Mr. Timothy

(Critical Survey of Contemporary Fiction)

In Louis Bayard’s debut novel Mr. Timothy, “Tiny Tim” Cratchit—the crippled child who warmed old Scrooge’s heart in Charles Dickens’s A Christmas Carol (1843)—has grown into a young man of twenty-three. Despondent since his father’s death, Timothy lives in a brothel and teaches the madam to read and write in exchange for room and board. At night Timothy and his friend “Captain” Gully drag the Thames River hoping to find suicides still bearing coins or jewelry. In spite of these dubious efforts to earn a living, Timothy relies on a monthly stipend from his “Uncle N,” Ebenezer Scrooge (whose home is always decorated for Christmas).

Wandering the London streets, Timothy stumbles upon the bodies of two little girls with the letter “G” branded on their arms. Haunted by their deaths, he befriends Philomela, an orphan who bears the same brand but cannot or will not explain it. Timothy, Gully and Colin the Melodious (a young street singer reminiscent of Dickens’ Artful Dodger) become Philomela’s protectors; when she is kidnapped the trio risk their lives to save her.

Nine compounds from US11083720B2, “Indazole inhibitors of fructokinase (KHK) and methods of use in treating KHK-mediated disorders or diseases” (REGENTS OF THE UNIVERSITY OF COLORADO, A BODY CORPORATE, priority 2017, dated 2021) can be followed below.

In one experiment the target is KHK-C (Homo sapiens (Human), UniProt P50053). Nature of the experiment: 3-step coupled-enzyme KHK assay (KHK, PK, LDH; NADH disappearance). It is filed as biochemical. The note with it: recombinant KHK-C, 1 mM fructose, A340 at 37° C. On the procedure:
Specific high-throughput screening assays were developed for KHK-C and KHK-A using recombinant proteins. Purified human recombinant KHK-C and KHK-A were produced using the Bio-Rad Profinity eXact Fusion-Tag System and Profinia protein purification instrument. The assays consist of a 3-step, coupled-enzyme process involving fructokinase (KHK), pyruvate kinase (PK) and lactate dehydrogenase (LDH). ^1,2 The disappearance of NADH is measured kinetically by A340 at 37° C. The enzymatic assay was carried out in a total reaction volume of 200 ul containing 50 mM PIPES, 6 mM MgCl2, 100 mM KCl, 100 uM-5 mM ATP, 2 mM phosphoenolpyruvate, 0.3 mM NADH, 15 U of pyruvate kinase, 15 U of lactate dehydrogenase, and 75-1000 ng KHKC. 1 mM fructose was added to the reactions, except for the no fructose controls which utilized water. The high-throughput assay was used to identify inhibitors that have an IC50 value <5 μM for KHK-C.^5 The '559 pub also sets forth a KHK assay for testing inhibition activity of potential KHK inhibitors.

Timothy’s loyalty and kindness are heartwarming and his friends, particularly Colin the Melodious, provide comic relief. Dickens fans will enjoy Timothy’s poignant letters to the late Bob Cratchit, which reveal what happened to the Cratchits after Scrooge became their benefactor and offer a few surprises about Tiny Tim’s childhood. However, Bayard’s London is almost overwhelmingly grimy, dank, and squalid, and his story ultimately lacks the fond humor of Dickens’s tales.